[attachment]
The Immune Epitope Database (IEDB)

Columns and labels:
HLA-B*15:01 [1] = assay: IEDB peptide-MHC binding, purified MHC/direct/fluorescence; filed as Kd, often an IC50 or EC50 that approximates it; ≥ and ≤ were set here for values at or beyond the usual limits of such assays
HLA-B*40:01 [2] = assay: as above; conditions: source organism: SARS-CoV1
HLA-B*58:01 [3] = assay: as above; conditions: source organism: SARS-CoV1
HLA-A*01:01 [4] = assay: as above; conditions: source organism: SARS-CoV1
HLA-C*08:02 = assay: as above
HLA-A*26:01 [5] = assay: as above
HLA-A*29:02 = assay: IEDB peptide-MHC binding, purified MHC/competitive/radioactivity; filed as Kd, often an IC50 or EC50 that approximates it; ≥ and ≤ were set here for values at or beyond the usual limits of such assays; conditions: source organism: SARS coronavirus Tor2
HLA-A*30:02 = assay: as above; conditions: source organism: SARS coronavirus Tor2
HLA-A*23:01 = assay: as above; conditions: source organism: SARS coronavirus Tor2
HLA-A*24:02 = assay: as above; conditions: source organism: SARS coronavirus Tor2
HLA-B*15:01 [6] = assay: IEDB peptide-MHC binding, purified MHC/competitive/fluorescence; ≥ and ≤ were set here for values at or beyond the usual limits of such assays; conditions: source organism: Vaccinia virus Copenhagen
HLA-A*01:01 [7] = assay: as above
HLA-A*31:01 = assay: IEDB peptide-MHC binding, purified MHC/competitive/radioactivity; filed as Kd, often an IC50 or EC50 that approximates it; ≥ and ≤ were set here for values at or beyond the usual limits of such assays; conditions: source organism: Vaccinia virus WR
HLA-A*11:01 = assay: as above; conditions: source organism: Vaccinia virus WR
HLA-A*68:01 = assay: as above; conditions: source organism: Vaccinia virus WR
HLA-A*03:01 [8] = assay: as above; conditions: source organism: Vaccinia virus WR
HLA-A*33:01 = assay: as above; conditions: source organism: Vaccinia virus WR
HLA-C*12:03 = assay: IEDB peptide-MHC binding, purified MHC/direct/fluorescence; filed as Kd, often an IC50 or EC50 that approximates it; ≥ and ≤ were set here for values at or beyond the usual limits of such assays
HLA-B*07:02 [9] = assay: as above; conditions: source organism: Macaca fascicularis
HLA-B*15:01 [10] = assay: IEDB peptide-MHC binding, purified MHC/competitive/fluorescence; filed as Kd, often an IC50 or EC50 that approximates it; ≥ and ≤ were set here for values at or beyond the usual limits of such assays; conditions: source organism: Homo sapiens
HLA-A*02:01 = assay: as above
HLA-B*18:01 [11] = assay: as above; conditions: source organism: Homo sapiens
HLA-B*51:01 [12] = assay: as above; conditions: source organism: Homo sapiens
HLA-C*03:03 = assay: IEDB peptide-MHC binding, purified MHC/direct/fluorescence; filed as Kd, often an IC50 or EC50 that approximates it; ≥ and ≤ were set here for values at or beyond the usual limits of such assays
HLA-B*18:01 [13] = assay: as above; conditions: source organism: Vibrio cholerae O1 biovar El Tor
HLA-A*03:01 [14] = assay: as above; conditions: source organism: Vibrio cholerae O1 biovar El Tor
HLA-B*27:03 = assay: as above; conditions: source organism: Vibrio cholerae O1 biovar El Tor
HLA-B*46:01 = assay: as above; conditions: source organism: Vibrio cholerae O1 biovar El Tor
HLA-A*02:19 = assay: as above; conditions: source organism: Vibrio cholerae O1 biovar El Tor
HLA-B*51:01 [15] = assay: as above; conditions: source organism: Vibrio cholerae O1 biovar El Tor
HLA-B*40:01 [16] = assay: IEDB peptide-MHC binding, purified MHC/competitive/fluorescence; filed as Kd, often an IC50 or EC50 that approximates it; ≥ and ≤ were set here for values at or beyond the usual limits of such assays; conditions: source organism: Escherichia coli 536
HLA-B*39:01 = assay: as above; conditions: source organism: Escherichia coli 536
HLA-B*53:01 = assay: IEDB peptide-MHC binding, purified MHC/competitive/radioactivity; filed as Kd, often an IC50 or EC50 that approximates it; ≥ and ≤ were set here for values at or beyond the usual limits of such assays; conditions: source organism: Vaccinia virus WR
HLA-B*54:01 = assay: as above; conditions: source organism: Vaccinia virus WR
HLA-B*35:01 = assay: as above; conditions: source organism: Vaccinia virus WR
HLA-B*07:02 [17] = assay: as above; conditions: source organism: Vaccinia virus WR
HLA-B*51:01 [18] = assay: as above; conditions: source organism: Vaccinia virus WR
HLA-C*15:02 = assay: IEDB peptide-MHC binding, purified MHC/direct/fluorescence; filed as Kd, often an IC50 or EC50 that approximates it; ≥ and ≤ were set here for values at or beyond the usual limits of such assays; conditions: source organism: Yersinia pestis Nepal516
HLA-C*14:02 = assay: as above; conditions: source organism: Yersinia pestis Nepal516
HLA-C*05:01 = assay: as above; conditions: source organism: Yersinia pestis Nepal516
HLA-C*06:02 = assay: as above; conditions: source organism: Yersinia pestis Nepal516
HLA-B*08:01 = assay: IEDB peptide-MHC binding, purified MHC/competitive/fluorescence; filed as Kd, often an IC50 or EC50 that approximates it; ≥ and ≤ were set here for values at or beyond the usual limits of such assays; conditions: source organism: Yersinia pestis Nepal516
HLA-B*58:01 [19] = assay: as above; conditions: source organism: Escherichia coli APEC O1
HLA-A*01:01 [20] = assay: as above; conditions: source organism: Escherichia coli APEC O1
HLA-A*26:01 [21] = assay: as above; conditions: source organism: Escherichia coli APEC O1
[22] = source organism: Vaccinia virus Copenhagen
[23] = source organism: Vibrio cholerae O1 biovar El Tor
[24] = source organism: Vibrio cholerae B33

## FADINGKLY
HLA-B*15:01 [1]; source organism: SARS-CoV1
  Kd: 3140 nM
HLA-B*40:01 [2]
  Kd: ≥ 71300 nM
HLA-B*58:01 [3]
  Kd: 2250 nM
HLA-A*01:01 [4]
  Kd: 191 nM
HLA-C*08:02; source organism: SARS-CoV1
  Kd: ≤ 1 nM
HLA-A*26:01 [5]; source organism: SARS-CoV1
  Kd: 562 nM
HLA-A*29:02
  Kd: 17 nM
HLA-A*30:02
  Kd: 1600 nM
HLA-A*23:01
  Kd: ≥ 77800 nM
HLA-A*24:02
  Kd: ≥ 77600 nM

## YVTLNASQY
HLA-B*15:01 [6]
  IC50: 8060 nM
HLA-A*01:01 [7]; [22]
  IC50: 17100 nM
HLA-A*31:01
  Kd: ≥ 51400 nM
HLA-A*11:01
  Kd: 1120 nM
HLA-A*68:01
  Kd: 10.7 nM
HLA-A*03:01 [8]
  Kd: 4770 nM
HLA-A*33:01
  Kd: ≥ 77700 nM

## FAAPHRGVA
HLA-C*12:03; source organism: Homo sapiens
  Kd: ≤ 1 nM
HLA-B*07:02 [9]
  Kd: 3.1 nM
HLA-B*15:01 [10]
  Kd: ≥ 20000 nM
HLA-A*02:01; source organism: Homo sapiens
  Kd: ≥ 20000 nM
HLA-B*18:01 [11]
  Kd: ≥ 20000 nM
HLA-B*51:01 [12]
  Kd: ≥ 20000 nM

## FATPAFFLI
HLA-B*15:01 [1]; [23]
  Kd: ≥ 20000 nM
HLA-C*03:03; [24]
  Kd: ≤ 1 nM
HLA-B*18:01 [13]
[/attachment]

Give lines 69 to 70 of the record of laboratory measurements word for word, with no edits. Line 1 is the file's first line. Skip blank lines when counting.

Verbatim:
  Kd: ≥ 77800 nM
HLA-A*24:02